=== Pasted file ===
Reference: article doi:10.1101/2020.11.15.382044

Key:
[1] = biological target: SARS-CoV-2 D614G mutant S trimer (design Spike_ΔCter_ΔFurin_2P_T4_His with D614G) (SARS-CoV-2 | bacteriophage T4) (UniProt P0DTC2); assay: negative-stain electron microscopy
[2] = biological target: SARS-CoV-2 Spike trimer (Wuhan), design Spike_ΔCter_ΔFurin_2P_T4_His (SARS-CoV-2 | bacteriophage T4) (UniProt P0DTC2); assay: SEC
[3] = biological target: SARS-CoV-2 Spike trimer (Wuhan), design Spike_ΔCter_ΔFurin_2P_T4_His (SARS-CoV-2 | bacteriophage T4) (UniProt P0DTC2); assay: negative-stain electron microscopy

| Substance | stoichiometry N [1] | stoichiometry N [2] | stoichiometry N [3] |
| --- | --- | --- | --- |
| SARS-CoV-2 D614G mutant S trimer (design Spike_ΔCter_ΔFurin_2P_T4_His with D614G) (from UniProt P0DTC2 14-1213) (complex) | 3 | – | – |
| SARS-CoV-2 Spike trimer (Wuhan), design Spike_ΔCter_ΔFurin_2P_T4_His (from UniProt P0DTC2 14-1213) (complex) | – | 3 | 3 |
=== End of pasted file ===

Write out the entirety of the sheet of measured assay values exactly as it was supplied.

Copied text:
Reference: article doi:10.1101/2020.11.15.382044

Key:
[1] = biological target: SARS-CoV-2 D614G mutant S trimer (design Spike_ΔCter_ΔFurin_2P_T4_His with D614G) (SARS-CoV-2 | bacteriophage T4) (UniProt P0DTC2); assay: negative-stain electron microscopy
[2] = biological target: SARS-CoV-2 Spike trimer (Wuhan), design Spike_ΔCter_ΔFurin_2P_T4_His (SARS-CoV-2 | bacteriophage T4) (UniProt P0DTC2); assay: SEC
[3] = biological target: SARS-CoV-2 Spike trimer (Wuhan), design Spike_ΔCter_ΔFurin_2P_T4_His (SARS-CoV-2 | bacteriophage T4) (UniProt P0DTC2); assay: negative-stain electron microscopy

| Substance | stoichiometry N [1] | stoichiometry N [2] | stoichiometry N [3] |
| --- | --- | --- | --- |
| SARS-CoV-2 D614G mutant S trimer (design Spike_ΔCter_ΔFurin_2P_T4_His with D614G) (from UniProt P0DTC2 14-1213) (complex) | 3 | – | – |
| SARS-CoV-2 Spike trimer (Wuhan), design Spike_ΔCter_ΔFurin_2P_T4_His (from UniProt P0DTC2 14-1213) (complex) | – | 3 | 3 |